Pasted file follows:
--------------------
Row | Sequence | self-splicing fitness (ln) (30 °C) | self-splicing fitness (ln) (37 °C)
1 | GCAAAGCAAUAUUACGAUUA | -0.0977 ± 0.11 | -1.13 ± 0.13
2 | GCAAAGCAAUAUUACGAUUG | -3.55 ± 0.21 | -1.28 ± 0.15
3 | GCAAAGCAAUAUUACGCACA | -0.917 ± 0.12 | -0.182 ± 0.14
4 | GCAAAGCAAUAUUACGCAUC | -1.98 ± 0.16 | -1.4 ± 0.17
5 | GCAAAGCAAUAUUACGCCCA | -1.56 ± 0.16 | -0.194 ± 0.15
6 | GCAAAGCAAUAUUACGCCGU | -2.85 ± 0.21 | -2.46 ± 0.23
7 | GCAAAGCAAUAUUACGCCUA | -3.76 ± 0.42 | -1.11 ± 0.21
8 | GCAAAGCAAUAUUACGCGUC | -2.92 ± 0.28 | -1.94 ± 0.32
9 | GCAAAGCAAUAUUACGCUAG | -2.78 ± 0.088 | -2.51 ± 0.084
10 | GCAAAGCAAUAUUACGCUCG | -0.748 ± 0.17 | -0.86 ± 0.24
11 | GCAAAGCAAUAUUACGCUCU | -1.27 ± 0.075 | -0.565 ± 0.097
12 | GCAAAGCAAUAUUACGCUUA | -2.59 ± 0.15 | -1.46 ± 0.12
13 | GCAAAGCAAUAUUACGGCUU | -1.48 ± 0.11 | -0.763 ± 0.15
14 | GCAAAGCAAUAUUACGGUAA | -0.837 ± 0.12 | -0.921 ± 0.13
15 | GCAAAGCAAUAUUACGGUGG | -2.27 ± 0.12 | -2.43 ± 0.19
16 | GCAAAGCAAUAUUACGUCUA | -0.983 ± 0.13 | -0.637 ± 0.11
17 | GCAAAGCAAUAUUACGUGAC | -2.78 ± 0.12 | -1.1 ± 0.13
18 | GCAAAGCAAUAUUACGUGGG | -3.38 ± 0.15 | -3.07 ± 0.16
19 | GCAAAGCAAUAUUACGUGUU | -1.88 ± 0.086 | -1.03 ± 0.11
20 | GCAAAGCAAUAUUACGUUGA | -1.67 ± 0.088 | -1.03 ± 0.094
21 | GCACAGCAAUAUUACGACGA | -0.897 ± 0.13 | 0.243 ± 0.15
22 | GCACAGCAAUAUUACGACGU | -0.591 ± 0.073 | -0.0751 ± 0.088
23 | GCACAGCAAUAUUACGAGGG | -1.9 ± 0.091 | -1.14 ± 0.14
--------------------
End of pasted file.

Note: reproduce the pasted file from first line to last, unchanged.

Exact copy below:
Row | Sequence | self-splicing fitness (ln) (30 °C) | self-splicing fitness (ln) (37 °C)
1 | GCAAAGCAAUAUUACGAUUA | -0.0977 ± 0.11 | -1.13 ± 0.13
2 | GCAAAGCAAUAUUACGAUUG | -3.55 ± 0.21 | -1.28 ± 0.15
3 | GCAAAGCAAUAUUACGCACA | -0.917 ± 0.12 | -0.182 ± 0.14
4 | GCAAAGCAAUAUUACGCAUC | -1.98 ± 0.16 | -1.4 ± 0.17
5 | GCAAAGCAAUAUUACGCCCA | -1.56 ± 0.16 | -0.194 ± 0.15
6 | GCAAAGCAAUAUUACGCCGU | -2.85 ± 0.21 | -2.46 ± 0.23
7 | GCAAAGCAAUAUUACGCCUA | -3.76 ± 0.42 | -1.11 ± 0.21
8 | GCAAAGCAAUAUUACGCGUC | -2.92 ± 0.28 | -1.94 ± 0.32
9 | GCAAAGCAAUAUUACGCUAG | -2.78 ± 0.088 | -2.51 ± 0.084
10 | GCAAAGCAAUAUUACGCUCG | -0.748 ± 0.17 | -0.86 ± 0.24
11 | GCAAAGCAAUAUUACGCUCU | -1.27 ± 0.075 | -0.565 ± 0.097
12 | GCAAAGCAAUAUUACGCUUA | -2.59 ± 0.15 | -1.46 ± 0.12
13 | GCAAAGCAAUAUUACGGCUU | -1.48 ± 0.11 | -0.763 ± 0.15
14 | GCAAAGCAAUAUUACGGUAA | -0.837 ± 0.12 | -0.921 ± 0.13
15 | GCAAAGCAAUAUUACGGUGG | -2.27 ± 0.12 | -2.43 ± 0.19
16 | GCAAAGCAAUAUUACGUCUA | -0.983 ± 0.13 | -0.637 ± 0.11
17 | GCAAAGCAAUAUUACGUGAC | -2.78 ± 0.12 | -1.1 ± 0.13
18 | GCAAAGCAAUAUUACGUGGG | -3.38 ± 0.15 | -3.07 ± 0.16
19 | GCAAAGCAAUAUUACGUGUU | -1.88 ± 0.086 | -1.03 ± 0.11
20 | GCAAAGCAAUAUUACGUUGA | -1.67 ± 0.088 | -1.03 ± 0.094
21 | GCACAGCAAUAUUACGACGA | -0.897 ± 0.13 | 0.243 ± 0.15
22 | GCACAGCAAUAUUACGACGU | -0.591 ± 0.073 | -0.0751 ± 0.088
23 | GCACAGCAAUAUUACGAGGG | -1.9 ± 0.091 | -1.14 ± 0.14